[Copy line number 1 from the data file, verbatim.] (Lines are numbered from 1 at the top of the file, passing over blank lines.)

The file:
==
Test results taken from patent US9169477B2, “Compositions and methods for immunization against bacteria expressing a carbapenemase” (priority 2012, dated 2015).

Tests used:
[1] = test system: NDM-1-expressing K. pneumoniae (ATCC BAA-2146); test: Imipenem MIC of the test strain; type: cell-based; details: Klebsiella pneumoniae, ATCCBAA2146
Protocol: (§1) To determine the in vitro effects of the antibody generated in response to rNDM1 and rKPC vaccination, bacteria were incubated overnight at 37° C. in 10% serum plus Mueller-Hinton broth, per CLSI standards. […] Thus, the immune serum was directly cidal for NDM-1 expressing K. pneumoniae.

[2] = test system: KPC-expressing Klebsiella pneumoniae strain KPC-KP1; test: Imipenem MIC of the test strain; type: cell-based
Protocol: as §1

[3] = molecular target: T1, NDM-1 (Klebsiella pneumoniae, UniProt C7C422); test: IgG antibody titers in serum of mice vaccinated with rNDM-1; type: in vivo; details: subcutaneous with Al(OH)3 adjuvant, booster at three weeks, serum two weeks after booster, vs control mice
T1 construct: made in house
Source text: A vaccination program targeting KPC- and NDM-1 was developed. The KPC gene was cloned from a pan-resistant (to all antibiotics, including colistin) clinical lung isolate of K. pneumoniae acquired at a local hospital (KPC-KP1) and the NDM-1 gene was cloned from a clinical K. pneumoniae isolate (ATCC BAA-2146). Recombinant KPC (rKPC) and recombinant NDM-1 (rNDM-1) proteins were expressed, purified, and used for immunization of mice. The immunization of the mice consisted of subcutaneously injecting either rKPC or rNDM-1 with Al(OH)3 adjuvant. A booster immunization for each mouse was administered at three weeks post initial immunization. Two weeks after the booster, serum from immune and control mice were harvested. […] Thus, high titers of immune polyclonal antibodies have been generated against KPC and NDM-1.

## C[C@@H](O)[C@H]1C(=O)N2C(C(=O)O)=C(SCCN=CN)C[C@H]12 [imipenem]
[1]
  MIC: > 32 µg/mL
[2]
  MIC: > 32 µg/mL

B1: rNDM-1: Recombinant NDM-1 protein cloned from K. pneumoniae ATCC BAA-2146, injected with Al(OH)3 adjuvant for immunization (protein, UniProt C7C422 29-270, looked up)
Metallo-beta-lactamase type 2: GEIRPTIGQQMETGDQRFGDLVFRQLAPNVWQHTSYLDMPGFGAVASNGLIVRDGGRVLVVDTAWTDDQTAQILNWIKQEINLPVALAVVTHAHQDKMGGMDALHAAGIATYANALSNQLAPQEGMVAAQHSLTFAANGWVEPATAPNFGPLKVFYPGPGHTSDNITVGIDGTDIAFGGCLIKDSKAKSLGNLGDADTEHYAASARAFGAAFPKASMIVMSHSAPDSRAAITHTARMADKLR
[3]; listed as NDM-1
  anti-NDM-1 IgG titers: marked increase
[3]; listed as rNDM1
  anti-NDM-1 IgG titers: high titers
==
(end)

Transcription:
Test results taken from patent US9169477B2, “Compositions and methods for immunization against bacteria expressing a carbapenemase” (priority 2012, dated 2015).